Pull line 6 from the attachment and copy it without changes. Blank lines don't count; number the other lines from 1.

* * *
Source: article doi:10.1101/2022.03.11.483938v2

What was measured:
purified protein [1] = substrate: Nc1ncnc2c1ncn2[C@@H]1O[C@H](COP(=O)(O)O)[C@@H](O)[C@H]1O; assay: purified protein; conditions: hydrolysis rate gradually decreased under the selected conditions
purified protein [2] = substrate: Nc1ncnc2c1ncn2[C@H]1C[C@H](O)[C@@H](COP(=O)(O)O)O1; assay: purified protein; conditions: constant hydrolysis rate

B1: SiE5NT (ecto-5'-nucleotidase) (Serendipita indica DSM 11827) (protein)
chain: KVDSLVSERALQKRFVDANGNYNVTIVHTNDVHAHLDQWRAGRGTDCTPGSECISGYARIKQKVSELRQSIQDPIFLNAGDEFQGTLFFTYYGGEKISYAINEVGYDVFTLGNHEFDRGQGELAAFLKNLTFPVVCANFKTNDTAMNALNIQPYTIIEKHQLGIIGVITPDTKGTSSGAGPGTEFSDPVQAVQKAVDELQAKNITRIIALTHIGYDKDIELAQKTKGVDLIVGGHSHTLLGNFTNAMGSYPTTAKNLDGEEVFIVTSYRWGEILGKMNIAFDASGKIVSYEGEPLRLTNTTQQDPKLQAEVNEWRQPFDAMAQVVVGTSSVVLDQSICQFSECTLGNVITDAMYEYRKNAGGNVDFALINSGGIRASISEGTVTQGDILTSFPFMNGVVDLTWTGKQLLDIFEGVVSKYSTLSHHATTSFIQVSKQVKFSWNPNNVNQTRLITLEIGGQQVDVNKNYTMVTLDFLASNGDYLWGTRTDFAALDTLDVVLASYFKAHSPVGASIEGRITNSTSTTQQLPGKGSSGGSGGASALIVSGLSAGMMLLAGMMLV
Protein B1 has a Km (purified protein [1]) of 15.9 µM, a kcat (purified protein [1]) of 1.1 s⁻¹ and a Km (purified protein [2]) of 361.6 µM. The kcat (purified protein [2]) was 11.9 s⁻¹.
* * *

chain: KVDSLVSERALQKRFVDANGNYNVTIVHTNDVHAHLDQWRAGRGTDCTPGSECISGYARIKQKVSELRQSIQDPIFLNAGDEFQGTLFFTYYGGEKISYAINEVGYDVFTLGNHEFDRGQGELAAFLKNLTFPVVCANFKTNDTAMNALNIQPYTIIEKHQLGIIGVITPDTKGTSSGAGPGTEFSDPVQAVQKAVDELQAKNITRIIALTHIGYDKDIELAQKTKGVDLIVGGHSHTLLGNFTNAMGSYPTTAKNLDGEEVFIVTSYRWGEILGKMNIAFDASGKIVSYEGEPLRLTNTTQQDPKLQAEVNEWRQPFDAMAQVVVGTSSVVLDQSICQFSECTLGNVITDAMYEYRKNAGGNVDFALINSGGIRASISEGTVTQGDILTSFPFMNGVVDLTWTGKQLLDIFEGVVSKYSTLSHHATTSFIQVSKQVKFSWNPNNVNQTRLITLEIGGQQVDVNKNYTMVTLDFLASNGDYLWGTRTDFAALDTLDVVLASYFKAHSPVGASIEGRITNSTSTTQQLPGKGSSGGSGGASALIVSGLSAGMMLLAGMMLV